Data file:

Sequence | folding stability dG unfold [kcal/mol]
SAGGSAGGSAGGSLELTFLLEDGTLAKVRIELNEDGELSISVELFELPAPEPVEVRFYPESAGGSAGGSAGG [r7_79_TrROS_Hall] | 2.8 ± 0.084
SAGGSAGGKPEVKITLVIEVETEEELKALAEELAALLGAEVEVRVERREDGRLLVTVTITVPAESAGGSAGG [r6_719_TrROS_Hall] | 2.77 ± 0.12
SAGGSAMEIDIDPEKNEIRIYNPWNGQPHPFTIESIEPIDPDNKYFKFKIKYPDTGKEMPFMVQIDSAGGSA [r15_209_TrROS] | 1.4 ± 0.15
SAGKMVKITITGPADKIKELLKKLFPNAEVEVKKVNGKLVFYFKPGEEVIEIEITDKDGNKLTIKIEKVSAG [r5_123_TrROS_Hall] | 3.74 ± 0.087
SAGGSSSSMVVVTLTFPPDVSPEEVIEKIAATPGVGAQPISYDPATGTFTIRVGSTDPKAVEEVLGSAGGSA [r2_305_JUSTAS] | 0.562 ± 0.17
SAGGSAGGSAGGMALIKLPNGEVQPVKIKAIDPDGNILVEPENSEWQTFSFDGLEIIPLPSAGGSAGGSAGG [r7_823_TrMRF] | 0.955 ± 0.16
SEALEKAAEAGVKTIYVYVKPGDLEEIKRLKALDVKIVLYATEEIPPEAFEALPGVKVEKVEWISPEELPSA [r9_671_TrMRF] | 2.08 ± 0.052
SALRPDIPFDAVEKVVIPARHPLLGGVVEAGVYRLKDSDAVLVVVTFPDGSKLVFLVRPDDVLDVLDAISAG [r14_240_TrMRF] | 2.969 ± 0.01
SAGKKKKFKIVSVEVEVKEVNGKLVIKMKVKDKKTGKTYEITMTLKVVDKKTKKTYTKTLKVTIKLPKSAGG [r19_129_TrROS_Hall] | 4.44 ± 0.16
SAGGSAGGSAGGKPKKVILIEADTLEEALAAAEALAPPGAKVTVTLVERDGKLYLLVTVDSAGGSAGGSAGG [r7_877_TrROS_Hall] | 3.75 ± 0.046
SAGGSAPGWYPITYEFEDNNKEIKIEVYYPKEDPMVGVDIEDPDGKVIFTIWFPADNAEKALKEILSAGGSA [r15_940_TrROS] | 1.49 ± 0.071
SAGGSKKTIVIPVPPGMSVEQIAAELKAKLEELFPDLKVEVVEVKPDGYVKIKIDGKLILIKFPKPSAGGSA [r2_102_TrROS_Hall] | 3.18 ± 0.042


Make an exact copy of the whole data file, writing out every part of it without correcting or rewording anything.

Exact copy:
Sequence | folding stability dG unfold [kcal/mol]
SAGGSAGGSAGGSLELTFLLEDGTLAKVRIELNEDGELSISVELFELPAPEPVEVRFYPESAGGSAGGSAGG [r7_79_TrROS_Hall] | 2.8 ± 0.084
SAGGSAGGKPEVKITLVIEVETEEELKALAEELAALLGAEVEVRVERREDGRLLVTVTITVPAESAGGSAGG [r6_719_TrROS_Hall] | 2.77 ± 0.12
SAGGSAMEIDIDPEKNEIRIYNPWNGQPHPFTIESIEPIDPDNKYFKFKIKYPDTGKEMPFMVQIDSAGGSA [r15_209_TrROS] | 1.4 ± 0.15
SAGKMVKITITGPADKIKELLKKLFPNAEVEVKKVNGKLVFYFKPGEEVIEIEITDKDGNKLTIKIEKVSAG [r5_123_TrROS_Hall] | 3.74 ± 0.087
SAGGSSSSMVVVTLTFPPDVSPEEVIEKIAATPGVGAQPISYDPATGTFTIRVGSTDPKAVEEVLGSAGGSA [r2_305_JUSTAS] | 0.562 ± 0.17
SAGGSAGGSAGGMALIKLPNGEVQPVKIKAIDPDGNILVEPENSEWQTFSFDGLEIIPLPSAGGSAGGSAGG [r7_823_TrMRF] | 0.955 ± 0.16
SEALEKAAEAGVKTIYVYVKPGDLEEIKRLKALDVKIVLYATEEIPPEAFEALPGVKVEKVEWISPEELPSA [r9_671_TrMRF] | 2.08 ± 0.052
SALRPDIPFDAVEKVVIPARHPLLGGVVEAGVYRLKDSDAVLVVVTFPDGSKLVFLVRPDDVLDVLDAISAG [r14_240_TrMRF] | 2.969 ± 0.01
SAGKKKKFKIVSVEVEVKEVNGKLVIKMKVKDKKTGKTYEITMTLKVVDKKTKKTYTKTLKVTIKLPKSAGG [r19_129_TrROS_Hall] | 4.44 ± 0.16
SAGGSAGGSAGGKPKKVILIEADTLEEALAAAEALAPPGAKVTVTLVERDGKLYLLVTVDSAGGSAGGSAGG [r7_877_TrROS_Hall] | 3.75 ± 0.046
SAGGSAPGWYPITYEFEDNNKEIKIEVYYPKEDPMVGVDIEDPDGKVIFTIWFPADNAEKALKEILSAGGSA [r15_940_TrROS] | 1.49 ± 0.071
SAGGSKKTIVIPVPPGMSVEQIAAELKAKLEELFPDLKVEVVEVKPDGYVKIKIDGKLILIKFPKPSAGGSA [r2_102_TrROS_Hall] | 3.18 ± 0.042